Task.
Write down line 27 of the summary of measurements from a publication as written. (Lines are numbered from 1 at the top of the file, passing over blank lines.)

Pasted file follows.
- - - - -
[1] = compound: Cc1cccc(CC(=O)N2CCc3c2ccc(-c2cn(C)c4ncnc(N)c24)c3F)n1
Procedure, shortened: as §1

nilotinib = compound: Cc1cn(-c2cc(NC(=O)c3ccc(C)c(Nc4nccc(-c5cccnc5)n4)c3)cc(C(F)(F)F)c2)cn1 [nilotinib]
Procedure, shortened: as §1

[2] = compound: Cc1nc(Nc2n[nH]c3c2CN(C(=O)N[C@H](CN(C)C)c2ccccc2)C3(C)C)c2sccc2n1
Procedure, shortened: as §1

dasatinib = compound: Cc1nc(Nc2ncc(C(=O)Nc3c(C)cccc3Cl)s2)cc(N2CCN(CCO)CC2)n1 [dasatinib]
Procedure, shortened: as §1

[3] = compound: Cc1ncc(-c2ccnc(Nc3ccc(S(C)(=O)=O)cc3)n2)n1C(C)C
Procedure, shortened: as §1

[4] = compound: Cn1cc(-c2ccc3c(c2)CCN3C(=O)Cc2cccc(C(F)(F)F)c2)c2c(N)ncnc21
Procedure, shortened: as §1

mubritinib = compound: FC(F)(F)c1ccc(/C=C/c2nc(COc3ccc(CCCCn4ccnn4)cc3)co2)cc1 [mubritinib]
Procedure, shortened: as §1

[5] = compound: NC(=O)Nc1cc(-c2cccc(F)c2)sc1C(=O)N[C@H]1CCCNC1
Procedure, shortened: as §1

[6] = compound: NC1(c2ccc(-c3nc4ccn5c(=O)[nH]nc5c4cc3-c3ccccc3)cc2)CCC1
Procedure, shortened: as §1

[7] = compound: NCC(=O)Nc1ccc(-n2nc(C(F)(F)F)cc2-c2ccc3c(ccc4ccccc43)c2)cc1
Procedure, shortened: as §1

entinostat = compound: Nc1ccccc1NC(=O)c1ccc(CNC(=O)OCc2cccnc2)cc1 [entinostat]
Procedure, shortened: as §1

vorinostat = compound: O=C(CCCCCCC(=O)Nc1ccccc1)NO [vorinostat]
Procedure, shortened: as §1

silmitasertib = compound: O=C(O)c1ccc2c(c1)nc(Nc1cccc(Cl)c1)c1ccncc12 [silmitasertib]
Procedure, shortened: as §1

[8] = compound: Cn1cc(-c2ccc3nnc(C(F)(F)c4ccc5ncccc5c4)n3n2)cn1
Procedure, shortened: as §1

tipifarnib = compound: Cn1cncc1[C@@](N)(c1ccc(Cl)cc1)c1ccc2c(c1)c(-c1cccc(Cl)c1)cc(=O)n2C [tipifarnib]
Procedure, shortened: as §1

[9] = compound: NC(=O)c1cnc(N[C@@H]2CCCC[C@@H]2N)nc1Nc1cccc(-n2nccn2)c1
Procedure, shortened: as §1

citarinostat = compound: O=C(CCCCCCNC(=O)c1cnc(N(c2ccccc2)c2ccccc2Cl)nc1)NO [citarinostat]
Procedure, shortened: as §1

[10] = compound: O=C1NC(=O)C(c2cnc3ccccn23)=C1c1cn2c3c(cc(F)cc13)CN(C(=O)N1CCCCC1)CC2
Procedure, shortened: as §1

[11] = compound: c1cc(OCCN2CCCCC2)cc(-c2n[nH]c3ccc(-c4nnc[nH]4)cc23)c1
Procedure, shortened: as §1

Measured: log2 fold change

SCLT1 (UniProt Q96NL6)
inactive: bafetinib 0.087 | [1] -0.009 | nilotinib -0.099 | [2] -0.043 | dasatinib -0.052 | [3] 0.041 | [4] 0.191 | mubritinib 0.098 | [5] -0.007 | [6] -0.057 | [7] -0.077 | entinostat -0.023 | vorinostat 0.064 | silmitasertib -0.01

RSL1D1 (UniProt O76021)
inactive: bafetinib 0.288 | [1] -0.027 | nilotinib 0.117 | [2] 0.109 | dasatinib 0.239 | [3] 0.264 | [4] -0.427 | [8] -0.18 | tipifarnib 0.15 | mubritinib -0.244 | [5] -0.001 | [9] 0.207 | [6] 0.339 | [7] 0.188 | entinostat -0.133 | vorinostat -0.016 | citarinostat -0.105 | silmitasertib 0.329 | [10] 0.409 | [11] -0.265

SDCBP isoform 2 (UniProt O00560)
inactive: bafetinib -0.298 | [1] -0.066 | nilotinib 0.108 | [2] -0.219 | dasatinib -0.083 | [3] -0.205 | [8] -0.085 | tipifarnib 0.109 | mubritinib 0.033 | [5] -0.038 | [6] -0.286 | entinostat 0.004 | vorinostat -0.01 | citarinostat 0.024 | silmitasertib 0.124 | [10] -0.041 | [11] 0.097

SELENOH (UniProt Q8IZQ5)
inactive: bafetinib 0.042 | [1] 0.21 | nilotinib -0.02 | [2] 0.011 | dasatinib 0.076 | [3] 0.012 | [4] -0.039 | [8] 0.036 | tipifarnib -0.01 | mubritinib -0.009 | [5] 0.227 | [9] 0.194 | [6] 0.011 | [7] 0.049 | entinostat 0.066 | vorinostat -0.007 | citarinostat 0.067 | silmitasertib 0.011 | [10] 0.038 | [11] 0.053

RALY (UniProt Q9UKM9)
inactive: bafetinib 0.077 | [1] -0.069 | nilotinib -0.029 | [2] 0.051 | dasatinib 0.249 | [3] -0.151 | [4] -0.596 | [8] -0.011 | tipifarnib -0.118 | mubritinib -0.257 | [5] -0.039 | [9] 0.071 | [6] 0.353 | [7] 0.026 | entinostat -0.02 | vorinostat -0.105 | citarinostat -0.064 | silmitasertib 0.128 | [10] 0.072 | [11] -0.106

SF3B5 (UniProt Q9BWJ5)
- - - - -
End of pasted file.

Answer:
[8] = compound: Cn1cc(-c2ccc3nnc(C(F)(F)c4ccc5ncccc5c4)n3n2)cn1